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The Guns In Our Lives: Epilogue:

There’s theory and there’s fact. My last column attempted to focus on gun issues by way of the story of the prop gun purchased for service in a theater piece of mine currently being performed in Culver City.

I talked about how the plastic ‘toy’ pellet pistol I bought at a sporting goods store took on a kind of power once I had removed the orange tip indicating it wasn’t real and then spray painted it flat black. It now had the look and dimensions of a real weapon. Brandished in public, the prop gun could easily be taken for real and could thus invoke a tragedy.

And that’s something of a summation of where we’re at right now with guns in America; the stasis of guns bringing on more guns to answer guns. Of course, unlike props or realistic toys, real guns consistently and efficiently invoke tragedy. And as you would with dynamite or other explosives obviously attempt to keep guns under some measure of control and oversight, instead our nation appears to be having a dialogue about maintaining our easy access to them. 

A reader of The Mirror wrote to the paper, specifically to me, wanting to add to the dialogue regarding that recent column. I was most engaged when the reader took issue with my closing statement: That creative types writing scripts or making films or television – many of them having homes in our city – could take “one simple first step: We could decide to never represent the deployment of guns as being cool, sexy, ‘hot’… or in any way good.”

The letter to The Mirror at one point reads as follows: “Only the liberal mind can arrive at the idea that no use of a gun can be good. You have to be drenched in the illogic that intentions are more important than results, that emotions are superior to logic.”  

That gave me pause, and I reviewed the entire column and in particular that closing statement.

In the broadest strokes, the reader is correct. United States soldiers do not defeat enemies in combat by deploying clubs or archery. Osama bin Laden was shot dead, not pummeled with a stick. Sportsmen enjoying the hunt for a deer or a duck do not throw stones at their targets. And so on. Now, one at a time, we could debate the “good” in war, assassination of enemies, and hunting.

But I believe the reader, who made several references to movies and movie-like action scenarios in dangerous real life situations, meant a more narrow focus regarding my statement and his reaction. I hope I accurately represent this view as being that, in certain scenarios, only a gun can bring a good outcome. So let me respond by looking at a real-life gun event that just took place in Santa Monica.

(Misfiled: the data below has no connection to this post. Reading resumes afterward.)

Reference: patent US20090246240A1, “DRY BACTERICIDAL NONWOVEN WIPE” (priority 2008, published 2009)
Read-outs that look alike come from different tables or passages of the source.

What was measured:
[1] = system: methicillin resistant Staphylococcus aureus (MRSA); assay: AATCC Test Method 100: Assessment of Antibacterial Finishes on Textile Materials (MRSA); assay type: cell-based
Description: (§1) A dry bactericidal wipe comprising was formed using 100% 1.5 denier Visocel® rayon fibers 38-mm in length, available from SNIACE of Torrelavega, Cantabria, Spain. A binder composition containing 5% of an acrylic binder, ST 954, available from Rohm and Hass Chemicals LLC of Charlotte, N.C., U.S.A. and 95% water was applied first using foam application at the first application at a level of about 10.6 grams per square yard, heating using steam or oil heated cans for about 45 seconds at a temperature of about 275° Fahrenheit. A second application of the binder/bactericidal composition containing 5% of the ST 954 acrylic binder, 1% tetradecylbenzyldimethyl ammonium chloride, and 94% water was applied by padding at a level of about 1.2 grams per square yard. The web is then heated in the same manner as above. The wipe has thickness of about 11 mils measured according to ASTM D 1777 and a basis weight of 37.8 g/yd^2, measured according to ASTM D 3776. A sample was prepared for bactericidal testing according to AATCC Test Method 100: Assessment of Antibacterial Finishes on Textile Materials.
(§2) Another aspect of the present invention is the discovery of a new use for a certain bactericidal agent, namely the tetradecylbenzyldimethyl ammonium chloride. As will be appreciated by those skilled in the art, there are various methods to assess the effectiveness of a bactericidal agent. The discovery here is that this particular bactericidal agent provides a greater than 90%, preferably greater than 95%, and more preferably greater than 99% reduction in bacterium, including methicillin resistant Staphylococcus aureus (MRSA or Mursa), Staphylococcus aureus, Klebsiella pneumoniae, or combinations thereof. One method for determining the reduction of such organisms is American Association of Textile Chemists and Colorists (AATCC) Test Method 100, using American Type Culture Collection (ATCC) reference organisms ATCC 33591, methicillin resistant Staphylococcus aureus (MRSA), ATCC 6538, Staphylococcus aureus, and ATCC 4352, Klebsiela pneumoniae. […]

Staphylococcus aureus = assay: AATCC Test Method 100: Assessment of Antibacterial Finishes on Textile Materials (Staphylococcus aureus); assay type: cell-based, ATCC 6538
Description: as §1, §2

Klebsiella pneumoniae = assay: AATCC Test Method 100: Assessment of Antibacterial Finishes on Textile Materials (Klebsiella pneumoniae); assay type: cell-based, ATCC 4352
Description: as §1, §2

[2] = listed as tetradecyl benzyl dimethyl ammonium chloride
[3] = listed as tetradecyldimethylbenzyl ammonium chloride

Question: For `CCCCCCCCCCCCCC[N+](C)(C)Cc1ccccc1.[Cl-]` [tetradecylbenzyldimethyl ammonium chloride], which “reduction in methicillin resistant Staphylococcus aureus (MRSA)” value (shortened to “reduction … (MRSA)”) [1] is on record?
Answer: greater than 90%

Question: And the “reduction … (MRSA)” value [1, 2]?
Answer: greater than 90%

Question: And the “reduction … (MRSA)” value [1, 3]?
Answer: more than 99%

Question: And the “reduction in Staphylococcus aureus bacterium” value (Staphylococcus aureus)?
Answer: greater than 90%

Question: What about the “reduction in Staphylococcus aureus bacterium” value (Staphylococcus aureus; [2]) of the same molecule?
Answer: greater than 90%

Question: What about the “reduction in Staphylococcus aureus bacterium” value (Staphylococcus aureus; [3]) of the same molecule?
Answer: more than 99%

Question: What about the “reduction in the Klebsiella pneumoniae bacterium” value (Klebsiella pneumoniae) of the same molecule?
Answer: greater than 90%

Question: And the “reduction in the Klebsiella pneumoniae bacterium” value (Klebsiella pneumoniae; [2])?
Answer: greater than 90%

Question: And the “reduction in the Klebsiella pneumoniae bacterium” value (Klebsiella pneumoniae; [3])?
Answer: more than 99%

Summarizing reporting from The Mirror: On Wednesday, Feb 27 in the 2900 block of Delaware Avenue in Santa Monica, John Carroll Lowery shot himself in the head after hours of holding his 86-year-old mother-in-law hostage in the home they shared. Lowery’s son escaped from the house and dialed 911 just before 5 pm Tuesday, telling the operator he and his grandmother had been tied up and taken hostage by his father. Officers responded in large numbers, setting up a perimeter around the house. Negotiators communicated with Lowery, and they stated that Lowery was depressed and despondent over his relationship and issues with his wife. Eventually Lowery untied his mother-in-law, she came out of the house, and Lowery went quiet. The police deployed gas to get Lowery outside, but he was eventually found dead in the house with a self-inflicted gunshot wound.

A gun shot. From a gun event, here in our city, that would not have had the same dimensions had Lowery not been able to obtain a gun. But the despondent gun user was able to get a gun, creating a situation that threatened the safety of an entire neighborhood and put police in danger. He might have killed his own son and mother-in-law, and then taken his own life. That sequence would have been arguably more difficult without a gun. Still, a man who might be alive today is dead. By gun shot.

So it is about this kind of contemporary event that repeats with soul-numbing regularity that I ask, “Where is the good provided by the guns?” It is good that the police have guns. But the police have guns because the citizens can get guns. And citizens do get guns, and then they deploy guns. Law enforcement is constantly embracing more and better technology for defusing situations like the Lowery shooting without loss of life or gunfire. But right now, we have guns vs. guns. Ultimately, where is the good in that? Does maintaining that stasis feel to anyone like society is moving forward and away from violence as the only means of resolving conflict? To the reader who wrote me at The Mirror I would say that my intention is to wonder aloud, with emotion, about the logic of that.

in Opinion
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